After I asked another vet and my own about the possible cause, they admitted that the leukemia shot would, in some cases, cause cancer at the site of the injection in the upper shoulder.
Please advise other owners of indoor cats that this shot is not necessary.
A.M., Naples, Fla.
DF: According to veterinary literature, cancer (specifically fibrosarcoma) developing at the vaccination site is extremely rare, but it does occur.As a precaution, until nasal or oral vaccines are developed, the proper vaccination protocol for cats is to inject the vaccine as low down as possible on a hind leg. Amputation is then more feasible and less crippling than having to remove the cat’s entire shoulder area and foreleg.
I am surprised that your cat was vaccinated in the shoulder region. Certainly, the pain would have changed her personality. Also, the pain medication could have made her more fearful, as could the traumatic trip to see the veterinarian.
Send this reply to the veterinarian to change the vaccination protocol: Inject a lower hind leg; do not prescribe feline leukemia vaccinations for indoor cats; and separate giving rabies vaccinations from other vaccines for which blood titers can be conducted to determine whether they are needed.
A new protocol, which was suggested several years ago, of vaccinating in the tip of the cat’s tail has been confirmed as being effective and safe by Julie Levy and her team at the University of Florida School of Veterinary Medicine.
Dear Dr. Fox:
Amos is the sweetest, most loving cat we have ever had. He is intuitive and answers us when we talk to him, and he stays with us constantly. We adopted him in 2007, and he’s now about 10 or 11.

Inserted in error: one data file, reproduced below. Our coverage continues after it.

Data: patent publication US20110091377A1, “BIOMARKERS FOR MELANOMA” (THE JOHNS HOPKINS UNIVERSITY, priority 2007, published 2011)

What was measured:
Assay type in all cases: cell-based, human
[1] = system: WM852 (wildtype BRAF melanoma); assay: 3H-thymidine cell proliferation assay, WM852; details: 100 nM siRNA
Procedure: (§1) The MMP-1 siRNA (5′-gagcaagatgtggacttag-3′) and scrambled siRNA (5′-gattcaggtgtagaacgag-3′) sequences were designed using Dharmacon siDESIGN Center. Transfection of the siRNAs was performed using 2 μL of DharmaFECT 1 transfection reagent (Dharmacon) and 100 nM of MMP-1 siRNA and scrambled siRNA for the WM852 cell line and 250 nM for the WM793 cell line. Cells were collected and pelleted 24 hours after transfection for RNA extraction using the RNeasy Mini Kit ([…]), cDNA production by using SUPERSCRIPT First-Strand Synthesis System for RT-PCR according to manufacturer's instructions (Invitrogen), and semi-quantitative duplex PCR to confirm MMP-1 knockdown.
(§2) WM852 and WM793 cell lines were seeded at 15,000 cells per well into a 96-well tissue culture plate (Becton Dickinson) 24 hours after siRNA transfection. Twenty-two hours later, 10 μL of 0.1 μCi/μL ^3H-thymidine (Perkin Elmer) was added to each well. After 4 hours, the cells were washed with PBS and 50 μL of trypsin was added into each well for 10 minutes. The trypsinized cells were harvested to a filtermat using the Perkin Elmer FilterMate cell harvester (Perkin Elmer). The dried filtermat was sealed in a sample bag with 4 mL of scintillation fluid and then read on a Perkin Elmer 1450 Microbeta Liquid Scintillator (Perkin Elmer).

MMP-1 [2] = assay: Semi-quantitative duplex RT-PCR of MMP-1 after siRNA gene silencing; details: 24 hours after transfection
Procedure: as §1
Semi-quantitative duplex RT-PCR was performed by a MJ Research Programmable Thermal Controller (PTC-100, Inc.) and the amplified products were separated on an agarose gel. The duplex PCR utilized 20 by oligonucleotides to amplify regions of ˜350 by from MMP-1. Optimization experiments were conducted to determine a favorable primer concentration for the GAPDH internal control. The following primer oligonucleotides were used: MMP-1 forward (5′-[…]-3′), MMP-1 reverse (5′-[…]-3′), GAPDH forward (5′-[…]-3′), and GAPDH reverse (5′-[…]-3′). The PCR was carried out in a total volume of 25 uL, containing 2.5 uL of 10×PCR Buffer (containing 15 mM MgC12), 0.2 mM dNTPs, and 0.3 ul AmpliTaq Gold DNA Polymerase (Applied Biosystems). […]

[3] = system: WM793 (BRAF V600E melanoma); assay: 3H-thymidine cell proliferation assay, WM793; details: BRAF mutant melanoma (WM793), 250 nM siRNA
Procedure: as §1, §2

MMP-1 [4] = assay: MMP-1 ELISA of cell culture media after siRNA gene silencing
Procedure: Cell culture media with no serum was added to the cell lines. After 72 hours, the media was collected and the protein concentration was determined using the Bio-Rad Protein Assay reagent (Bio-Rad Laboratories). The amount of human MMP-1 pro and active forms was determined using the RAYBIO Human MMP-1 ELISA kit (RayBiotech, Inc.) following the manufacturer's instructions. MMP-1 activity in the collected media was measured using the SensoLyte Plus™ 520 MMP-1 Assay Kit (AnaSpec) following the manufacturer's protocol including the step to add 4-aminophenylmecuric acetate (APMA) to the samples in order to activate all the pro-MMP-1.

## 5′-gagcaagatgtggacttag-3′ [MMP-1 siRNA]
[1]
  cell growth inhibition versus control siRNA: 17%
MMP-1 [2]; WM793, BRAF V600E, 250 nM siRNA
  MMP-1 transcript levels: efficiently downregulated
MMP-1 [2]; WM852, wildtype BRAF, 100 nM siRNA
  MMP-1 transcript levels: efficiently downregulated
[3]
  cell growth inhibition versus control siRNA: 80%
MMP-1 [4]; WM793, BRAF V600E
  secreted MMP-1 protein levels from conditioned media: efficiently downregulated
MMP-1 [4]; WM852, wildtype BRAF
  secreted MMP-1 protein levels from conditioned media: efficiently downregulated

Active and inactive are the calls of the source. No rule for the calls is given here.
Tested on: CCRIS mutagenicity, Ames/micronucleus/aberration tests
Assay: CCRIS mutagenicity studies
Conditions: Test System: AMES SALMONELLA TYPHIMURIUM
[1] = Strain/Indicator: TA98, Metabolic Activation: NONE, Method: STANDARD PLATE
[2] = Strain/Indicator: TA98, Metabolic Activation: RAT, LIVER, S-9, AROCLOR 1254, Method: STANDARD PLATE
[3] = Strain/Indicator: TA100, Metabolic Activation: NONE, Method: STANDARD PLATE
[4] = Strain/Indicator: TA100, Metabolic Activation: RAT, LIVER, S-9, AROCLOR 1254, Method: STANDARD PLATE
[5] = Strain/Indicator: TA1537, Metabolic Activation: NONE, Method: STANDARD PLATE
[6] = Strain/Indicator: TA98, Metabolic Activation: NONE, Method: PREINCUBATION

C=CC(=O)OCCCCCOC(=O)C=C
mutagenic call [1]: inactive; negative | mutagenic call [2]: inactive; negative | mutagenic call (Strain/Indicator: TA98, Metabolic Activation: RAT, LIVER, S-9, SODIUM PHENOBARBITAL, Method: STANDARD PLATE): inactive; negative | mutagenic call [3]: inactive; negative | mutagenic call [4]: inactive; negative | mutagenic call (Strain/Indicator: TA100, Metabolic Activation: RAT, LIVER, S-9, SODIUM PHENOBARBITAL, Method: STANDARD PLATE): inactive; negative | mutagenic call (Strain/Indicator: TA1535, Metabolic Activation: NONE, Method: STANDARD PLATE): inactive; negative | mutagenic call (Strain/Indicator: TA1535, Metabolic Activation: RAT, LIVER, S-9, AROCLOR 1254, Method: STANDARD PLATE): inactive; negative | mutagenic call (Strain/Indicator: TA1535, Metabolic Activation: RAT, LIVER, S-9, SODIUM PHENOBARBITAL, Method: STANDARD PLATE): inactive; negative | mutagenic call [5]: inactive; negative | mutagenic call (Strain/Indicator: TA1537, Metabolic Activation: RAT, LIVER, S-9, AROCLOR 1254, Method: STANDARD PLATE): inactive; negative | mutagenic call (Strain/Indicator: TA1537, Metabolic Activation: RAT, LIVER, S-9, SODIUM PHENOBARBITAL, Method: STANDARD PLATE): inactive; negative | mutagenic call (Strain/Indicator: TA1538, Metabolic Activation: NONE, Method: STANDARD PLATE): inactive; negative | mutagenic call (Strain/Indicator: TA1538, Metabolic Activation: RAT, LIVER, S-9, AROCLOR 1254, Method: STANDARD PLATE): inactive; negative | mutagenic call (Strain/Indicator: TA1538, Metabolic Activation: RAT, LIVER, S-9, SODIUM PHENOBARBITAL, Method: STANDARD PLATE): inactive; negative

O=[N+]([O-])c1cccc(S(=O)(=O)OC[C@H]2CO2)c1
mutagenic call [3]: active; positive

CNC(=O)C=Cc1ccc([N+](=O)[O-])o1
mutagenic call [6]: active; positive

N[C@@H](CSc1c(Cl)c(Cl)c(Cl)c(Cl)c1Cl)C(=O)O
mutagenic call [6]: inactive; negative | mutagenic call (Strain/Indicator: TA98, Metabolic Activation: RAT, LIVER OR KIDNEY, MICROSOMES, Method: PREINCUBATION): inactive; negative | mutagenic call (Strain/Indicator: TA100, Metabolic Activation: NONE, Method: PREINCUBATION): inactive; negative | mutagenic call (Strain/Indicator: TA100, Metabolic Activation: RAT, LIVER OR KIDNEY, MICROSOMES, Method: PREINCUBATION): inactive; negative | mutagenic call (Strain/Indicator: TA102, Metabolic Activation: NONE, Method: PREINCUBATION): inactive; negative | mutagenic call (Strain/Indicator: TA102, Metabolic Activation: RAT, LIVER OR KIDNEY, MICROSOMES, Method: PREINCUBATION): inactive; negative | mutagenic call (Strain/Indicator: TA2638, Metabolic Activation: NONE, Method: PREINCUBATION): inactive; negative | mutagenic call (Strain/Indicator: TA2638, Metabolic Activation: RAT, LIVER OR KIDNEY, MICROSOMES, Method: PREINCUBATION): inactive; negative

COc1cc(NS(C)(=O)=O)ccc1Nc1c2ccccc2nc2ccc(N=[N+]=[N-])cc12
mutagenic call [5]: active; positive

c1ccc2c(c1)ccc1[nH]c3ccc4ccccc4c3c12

He is a real joy, the center of our family and is admittedly spoiled rotten. He has had no real physical issues, except with some of his teeth having to be pulled about two years ago.
We were wondering: Why does he get up every morning at exactly 4:20 without fail? Daylight saving time does not seem to throw him off. He starts to meow up and down the hallway and then jumps onto our bed to complete his mission.
My husband, as any dedicated pet owner would do, gets up and plays with him and feeds him. Amos then promptly takes a good old-fashioned “cat nap.”
We have tried everything, such as closing the bedroom door, playing with him late at night, and making sure he has kibble and water, but he is relentless until we get up.
We read in your column that some cats are calling for companionship from other cats when they cry out. Could this be the case, and is there anything we can do? He is such a joy, and we get a kick out of his habits, but we could use a little more sleep.
F.&P.S., Winchester, Va.
DF: There’s a time clock in your cat’s brain that you clearly cannot reset. You may have found the only solution other than trying to ignore him.
When his brain says it’s early to rise, it is telling him to go out to hunt and interact with other cats on their predawn roaming in the wild.
Adopting a younger cat might be the best solution. Providing your cat with a substitute for your husband to play with and race through the house while you both enjoy a less interrupted sleep could help all parites. Check my Web site, www.
drfoxvet.com, for important steps to take when bringing a new cat into your home.
Michael W. Fox, author of a newsletter and books on animal care, welfare and rights, is a veterinarian with doctoral degrees in medicine and animal behavior. Write to him at United Feature Syndicate, 1130 Walnut St., Kansas City, Mo. 64106.